11. Everton — A second-successive season opening red card at Palace. The 0-0 result is respectable, but not great if you want to be a Top Six side. Last season’s final power ranking: 5 Opening Day: Drew 0-0 at Crystal Palace Up next: 10 a.m. ET Saturday v. Watford
10. Leicester City — Controlled play but really should’ve been able to get it over the line against a Wolves team who was in Armenia a few days earlier. Last season’s final power ranking: 8 Opening Day: Drew 0-0 v. Wolves Up next: 11:30 a.m. ET Sunday at Chelsea
9. Wolves — To get a point at Leicester despite playing Thursday in Armenia is solid. Last season’s final power ranking: 6 Opening Day: Drew 0-0 at Leicester City Up next: 3 p.m. ET Monday v. Man Utd
8. Aston Villa — Showed discipline under siege. Last season’s final power ranking: N/A (Championship) Opening Day: Lost 3-1 at Spurs Up next: 10 a.m. ET Saturday v. Bournemouth
7. Arsenal — The problems Arsenal had winning the ball versus Joelinton, a promising player and big signing, makes you wonder what will happen against Roberto Firmino and Harry Kane. Last season’s final power ranking: 7 Opening Day: Won 1-0 at Newcastle Up next: 7:30 a.m. ET Saturday v. Burnley
6. Burnley — We’ve said it before and we’ll say it again: We have too often bet against Sean Dyche, who like his Clarets is tactically smart and physically terrifying. Last season’s final power ranking: 16 Opening Day: Won 3-0 v. Southampton Up next: 7:30 a.m. ET Saturday at Arsenal
5. Brighton and Hove Albion — Raise your hand if you saw the Seagulls going on the road and professionally out-maneuvering Watford at nearly every turn. Put your hand down. Dishonesty isn’t cool. Last season’s final power ranking: 17 Opening Day: Won 3-0 at Watford Up next: 10 a.m. ET Saturday v. West Ham
4. Liverpool — Mohamed Salah was wonderful and Fabinho a treat, but you’d be naive to gloss over another shaky defensive performance after a summer of rough ones. Last season’s final power ranking: 2 Opening Day: Won 4-1 v. Norwich City Up next: 10 a.m. ET Saturday v. Newcastle United
3. Tottenham Hotspur — Thoroughly dominated Aston Villa and, most important, found its way through the packed in back. Last season’s final power ranking: 3 Opening Day: Won 3-1 v. Aston Villa Up next: 12:30 p.m. ET Saturday at Man City
2. Manchester United — Spare a thought for David De Gea, whose first half allowed for the Red Devils’ standout final half hour. Last season’s final power ranking: 9 Opening Day: Won 4-0 v. Chelsea Up next: 3 p.m. ET Monday at Wolves
Manchester City — Raheem Sterling is unfair, and City hasn’t even really worked Joao Cancelo into the mix. And Bernardo Silva was injured. Last season’s final power ranking: 1 Opening Day: Won 5-0 at West Ham Up next: 12:30 p.m. ET Saturday v. Spurs
Who was the top dog of the week in terms of match rating, though? Man City’s Riyad Mahrez, who was nearly perfect with two assists, 83.3 percent passing despite his placement in low success areas of the pitch, four tackles, two interceptions, and four key passes.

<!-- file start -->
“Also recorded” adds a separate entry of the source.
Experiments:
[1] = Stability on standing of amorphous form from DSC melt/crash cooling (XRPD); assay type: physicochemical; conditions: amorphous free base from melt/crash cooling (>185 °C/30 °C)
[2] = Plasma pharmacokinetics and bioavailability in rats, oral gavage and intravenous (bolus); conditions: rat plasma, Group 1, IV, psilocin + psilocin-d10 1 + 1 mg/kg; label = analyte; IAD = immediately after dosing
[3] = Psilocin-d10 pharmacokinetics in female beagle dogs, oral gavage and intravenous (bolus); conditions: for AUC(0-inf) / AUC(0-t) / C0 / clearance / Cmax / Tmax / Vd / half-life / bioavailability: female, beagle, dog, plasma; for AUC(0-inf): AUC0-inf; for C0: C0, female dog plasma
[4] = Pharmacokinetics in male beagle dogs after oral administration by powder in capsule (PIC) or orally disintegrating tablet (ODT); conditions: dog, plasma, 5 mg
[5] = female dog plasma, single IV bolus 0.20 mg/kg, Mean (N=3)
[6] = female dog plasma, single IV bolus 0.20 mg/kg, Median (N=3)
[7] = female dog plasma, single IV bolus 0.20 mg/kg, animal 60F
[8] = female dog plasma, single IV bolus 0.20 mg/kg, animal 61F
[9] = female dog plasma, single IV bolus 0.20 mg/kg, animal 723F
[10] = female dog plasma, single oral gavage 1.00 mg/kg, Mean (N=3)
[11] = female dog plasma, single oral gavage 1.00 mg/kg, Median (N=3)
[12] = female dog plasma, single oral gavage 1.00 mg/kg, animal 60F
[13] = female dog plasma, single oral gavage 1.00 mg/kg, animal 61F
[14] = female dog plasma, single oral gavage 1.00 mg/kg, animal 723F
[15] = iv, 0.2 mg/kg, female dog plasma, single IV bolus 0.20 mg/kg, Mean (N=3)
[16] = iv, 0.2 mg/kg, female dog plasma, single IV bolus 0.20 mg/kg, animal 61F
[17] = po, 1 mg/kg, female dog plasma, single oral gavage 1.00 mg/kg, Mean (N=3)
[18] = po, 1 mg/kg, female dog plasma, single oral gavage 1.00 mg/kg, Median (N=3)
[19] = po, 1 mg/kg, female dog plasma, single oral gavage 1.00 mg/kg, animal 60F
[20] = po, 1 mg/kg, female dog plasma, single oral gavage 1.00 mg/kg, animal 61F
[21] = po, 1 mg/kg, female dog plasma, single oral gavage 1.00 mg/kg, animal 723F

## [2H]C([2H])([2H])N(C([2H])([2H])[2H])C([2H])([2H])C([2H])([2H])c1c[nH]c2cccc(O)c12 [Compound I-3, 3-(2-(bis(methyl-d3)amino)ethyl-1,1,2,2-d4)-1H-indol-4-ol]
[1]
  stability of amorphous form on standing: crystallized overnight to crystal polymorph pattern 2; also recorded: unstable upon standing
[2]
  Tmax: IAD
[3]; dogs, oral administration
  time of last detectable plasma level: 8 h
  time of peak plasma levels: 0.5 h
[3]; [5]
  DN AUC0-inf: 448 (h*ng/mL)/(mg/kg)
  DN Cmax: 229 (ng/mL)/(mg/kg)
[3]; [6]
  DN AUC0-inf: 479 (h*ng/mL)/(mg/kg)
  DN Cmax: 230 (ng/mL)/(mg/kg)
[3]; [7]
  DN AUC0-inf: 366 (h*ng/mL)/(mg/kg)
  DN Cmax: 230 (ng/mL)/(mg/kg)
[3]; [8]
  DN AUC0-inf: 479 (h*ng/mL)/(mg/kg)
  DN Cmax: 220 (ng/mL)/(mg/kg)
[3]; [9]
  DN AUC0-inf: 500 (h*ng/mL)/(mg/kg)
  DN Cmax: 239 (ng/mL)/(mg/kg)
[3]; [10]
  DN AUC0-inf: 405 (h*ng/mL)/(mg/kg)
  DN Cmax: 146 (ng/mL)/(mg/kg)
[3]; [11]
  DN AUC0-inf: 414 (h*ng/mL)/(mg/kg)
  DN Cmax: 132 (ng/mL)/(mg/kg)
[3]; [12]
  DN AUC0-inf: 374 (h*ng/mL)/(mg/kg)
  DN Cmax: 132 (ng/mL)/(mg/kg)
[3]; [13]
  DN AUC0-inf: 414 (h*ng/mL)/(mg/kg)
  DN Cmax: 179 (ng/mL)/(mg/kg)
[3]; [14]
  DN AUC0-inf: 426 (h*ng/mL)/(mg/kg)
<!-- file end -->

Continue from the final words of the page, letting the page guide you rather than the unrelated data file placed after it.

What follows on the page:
Two (2) assists is the current top total in the league. It won’t surprise you to see Mahrez and Paul Pogba on that figure, but the third player to do it is… Burnley’s Erik Pieters!
Four (4) players won eight or more aerial duels: League-leader Christian Benteke (9) of Crystal Palace, as well as Newcastle’s Joelinton, Burnley’s Ben Mee, and Brighton’s Shane Duffy.
Under five: Three players in the Premier League played 90 minutes and couldn’t register higher than a 5.0 on WhoScored’s rating system. Kurt Zouma of Chelsea (4.86) could not come close to replicating his stalwart play with Everton last season and conceded a penalty and four goals. West Ham star Issa Diop (4.93) had the sort of statistical day a lot of players do against Man City, and two of his back line teammates joined him in the Bottom Six. And Grant Hanley of Norwich City posted a 4.99, dinged largely by an own goal despite completing 92.3 percent of his passes against Liverpool.
Five (5) –> Villa fans will want this to be six, as Tyrone Mings couldn’t stop Tanguy Ndombele‘s equalizer, but no player in the Premier League blocked as many shots as the former Bournemouth man. And we’re not done with him yet.
Five is also the league-best number of key passes recorded, by Chelsea’s Pedro. Perhaps Frank Lampard‘s feeling about his team’s play in a 4-0 loss to Manchester United will make sense over time.
And five is also the most fouls drawn by anyone in Week 1, with Villa’s Jack Grealish and Palace’s Jordan Ayew needing some time in an ice bath.
Seven (7) interceptions were made by Newcastle’s Fabian Schar, the most in the league. Seven is also the amount of fouls committed by Crystal Palace’s Luka Milivojevic against Everton, three more than anyone else (Yes, he saw yellow).
Eight (8): The amount of shots taken by Harry Kane, double the amount of anyone else in the Premier League.
Eight is also the most successful tackles won by a single player this weekend, done by Liverpool’s Fabinho and Aston Villa’s John McGinn?
Seventeen (17): This would also be more appropriately read as “Seven-(expletive)-teen!” Aston Villa’s Mings cleared danger 17 times against Spurs, almost double the No. 2 man, Palace’s Martin Kelly.
100%: Only one field player in the league played more than a half-hour and completed all of his passes, and that was… Christian Pulisic of Chelsea and these United States of America. He was 12-for-12, but here’s the bad news: That came as part of a statistically miserable 6.09 showing.
24y 227d – The average age of Manchester United's starting XI against Chelsea is 24 years and 227 days; the youngest of any team in the opening round of the 2019-20 Premier League season. Dawn.